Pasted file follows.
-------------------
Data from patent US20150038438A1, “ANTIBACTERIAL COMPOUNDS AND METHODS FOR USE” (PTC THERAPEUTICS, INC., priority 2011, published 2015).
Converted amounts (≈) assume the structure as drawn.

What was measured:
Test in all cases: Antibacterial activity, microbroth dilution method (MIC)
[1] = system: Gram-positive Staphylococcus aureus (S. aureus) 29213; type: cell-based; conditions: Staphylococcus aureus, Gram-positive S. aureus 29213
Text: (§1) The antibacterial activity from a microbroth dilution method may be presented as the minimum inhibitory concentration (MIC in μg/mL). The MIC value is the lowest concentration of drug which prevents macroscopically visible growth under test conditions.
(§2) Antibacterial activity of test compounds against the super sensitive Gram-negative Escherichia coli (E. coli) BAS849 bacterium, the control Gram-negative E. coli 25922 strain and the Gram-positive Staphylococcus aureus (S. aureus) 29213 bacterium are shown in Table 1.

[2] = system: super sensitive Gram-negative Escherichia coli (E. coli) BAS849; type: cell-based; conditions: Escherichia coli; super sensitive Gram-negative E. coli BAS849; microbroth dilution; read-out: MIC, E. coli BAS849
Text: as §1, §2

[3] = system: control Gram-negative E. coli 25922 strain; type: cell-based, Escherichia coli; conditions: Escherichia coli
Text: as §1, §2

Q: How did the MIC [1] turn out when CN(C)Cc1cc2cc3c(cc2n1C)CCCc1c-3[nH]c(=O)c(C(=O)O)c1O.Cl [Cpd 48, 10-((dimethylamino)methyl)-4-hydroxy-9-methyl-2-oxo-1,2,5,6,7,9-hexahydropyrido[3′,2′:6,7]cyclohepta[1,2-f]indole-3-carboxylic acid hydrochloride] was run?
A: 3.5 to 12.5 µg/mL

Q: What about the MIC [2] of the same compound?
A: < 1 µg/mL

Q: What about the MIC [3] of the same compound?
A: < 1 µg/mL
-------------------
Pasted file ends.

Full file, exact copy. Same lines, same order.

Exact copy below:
Data from patent US20150038438A1, “ANTIBACTERIAL COMPOUNDS AND METHODS FOR USE” (PTC THERAPEUTICS, INC., priority 2011, published 2015).
Converted amounts (≈) assume the structure as drawn.

What was measured:
Test in all cases: Antibacterial activity, microbroth dilution method (MIC)
[1] = system: Gram-positive Staphylococcus aureus (S. aureus) 29213; type: cell-based; conditions: Staphylococcus aureus, Gram-positive S. aureus 29213
Text: (§1) The antibacterial activity from a microbroth dilution method may be presented as the minimum inhibitory concentration (MIC in μg/mL). The MIC value is the lowest concentration of drug which prevents macroscopically visible growth under test conditions.
(§2) Antibacterial activity of test compounds against the super sensitive Gram-negative Escherichia coli (E. coli) BAS849 bacterium, the control Gram-negative E. coli 25922 strain and the Gram-positive Staphylococcus aureus (S. aureus) 29213 bacterium are shown in Table 1.

[2] = system: super sensitive Gram-negative Escherichia coli (E. coli) BAS849; type: cell-based; conditions: Escherichia coli; super sensitive Gram-negative E. coli BAS849; microbroth dilution; read-out: MIC, E. coli BAS849
Text: as §1, §2

[3] = system: control Gram-negative E. coli 25922 strain; type: cell-based, Escherichia coli; conditions: Escherichia coli
Text: as §1, §2

Q: How did the MIC [1] turn out when CN(C)Cc1cc2cc3c(cc2n1C)CCCc1c-3[nH]c(=O)c(C(=O)O)c1O.Cl [Cpd 48, 10-((dimethylamino)methyl)-4-hydroxy-9-methyl-2-oxo-1,2,5,6,7,9-hexahydropyrido[3′,2′:6,7]cyclohepta[1,2-f]indole-3-carboxylic acid hydrochloride] was run?
A: 3.5 to 12.5 µg/mL

Q: What about the MIC [2] of the same compound?
A: < 1 µg/mL

Q: What about the MIC [3] of the same compound?
A: < 1 µg/mL